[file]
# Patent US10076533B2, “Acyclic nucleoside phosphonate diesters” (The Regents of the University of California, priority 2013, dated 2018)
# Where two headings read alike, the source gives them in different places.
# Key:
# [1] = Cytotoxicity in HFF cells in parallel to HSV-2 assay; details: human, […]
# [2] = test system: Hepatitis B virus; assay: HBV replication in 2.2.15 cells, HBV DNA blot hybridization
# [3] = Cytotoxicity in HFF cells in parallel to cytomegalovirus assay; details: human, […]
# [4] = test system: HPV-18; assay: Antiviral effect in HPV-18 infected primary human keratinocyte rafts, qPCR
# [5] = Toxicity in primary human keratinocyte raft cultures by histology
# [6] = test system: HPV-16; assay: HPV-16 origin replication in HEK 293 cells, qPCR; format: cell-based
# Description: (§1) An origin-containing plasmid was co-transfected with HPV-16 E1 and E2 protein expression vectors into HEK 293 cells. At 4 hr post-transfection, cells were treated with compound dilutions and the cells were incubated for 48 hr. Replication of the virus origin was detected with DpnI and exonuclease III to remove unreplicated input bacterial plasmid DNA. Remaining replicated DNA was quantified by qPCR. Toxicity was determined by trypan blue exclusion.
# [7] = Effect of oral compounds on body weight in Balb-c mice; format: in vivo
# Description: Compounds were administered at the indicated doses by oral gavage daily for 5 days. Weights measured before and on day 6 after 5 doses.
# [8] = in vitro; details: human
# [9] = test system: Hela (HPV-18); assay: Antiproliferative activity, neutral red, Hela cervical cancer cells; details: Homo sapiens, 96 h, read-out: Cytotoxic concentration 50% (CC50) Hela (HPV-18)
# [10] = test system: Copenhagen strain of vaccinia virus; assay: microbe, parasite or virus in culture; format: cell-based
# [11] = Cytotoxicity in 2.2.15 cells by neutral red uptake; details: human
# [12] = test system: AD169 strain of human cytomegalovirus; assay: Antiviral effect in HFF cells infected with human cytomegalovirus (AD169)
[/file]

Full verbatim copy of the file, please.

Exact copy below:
# Patent US10076533B2, “Acyclic nucleoside phosphonate diesters” (The Regents of the University of California, priority 2013, dated 2018)
# Where two headings read alike, the source gives them in different places.
# Key:
# [1] = Cytotoxicity in HFF cells in parallel to HSV-2 assay; details: human, […]
# [2] = test system: Hepatitis B virus; assay: HBV replication in 2.2.15 cells, HBV DNA blot hybridization
# [3] = Cytotoxicity in HFF cells in parallel to cytomegalovirus assay; details: human, […]
# [4] = test system: HPV-18; assay: Antiviral effect in HPV-18 infected primary human keratinocyte rafts, qPCR
# [5] = Toxicity in primary human keratinocyte raft cultures by histology
# [6] = test system: HPV-16; assay: HPV-16 origin replication in HEK 293 cells, qPCR; format: cell-based
# Description: (§1) An origin-containing plasmid was co-transfected with HPV-16 E1 and E2 protein expression vectors into HEK 293 cells. At 4 hr post-transfection, cells were treated with compound dilutions and the cells were incubated for 48 hr. Replication of the virus origin was detected with DpnI and exonuclease III to remove unreplicated input bacterial plasmid DNA. Remaining replicated DNA was quantified by qPCR. Toxicity was determined by trypan blue exclusion.
# [7] = Effect of oral compounds on body weight in Balb-c mice; format: in vivo
# Description: Compounds were administered at the indicated doses by oral gavage daily for 5 days. Weights measured before and on day 6 after 5 doses.
# [8] = in vitro; details: human
# [9] = test system: Hela (HPV-18); assay: Antiproliferative activity, neutral red, Hela cervical cancer cells; details: Homo sapiens, 96 h, read-out: Cytotoxic concentration 50% (CC50) Hela (HPV-18)
# [10] = test system: Copenhagen strain of vaccinia virus; assay: microbe, parasite or virus in culture; format: cell-based
# [11] = Cytotoxicity in 2.2.15 cells by neutral red uptake; details: human
# [12] = test system: AD169 strain of human cytomegalovirus; assay: Antiviral effect in HFF cells infected with human cytomegalovirus (AD169)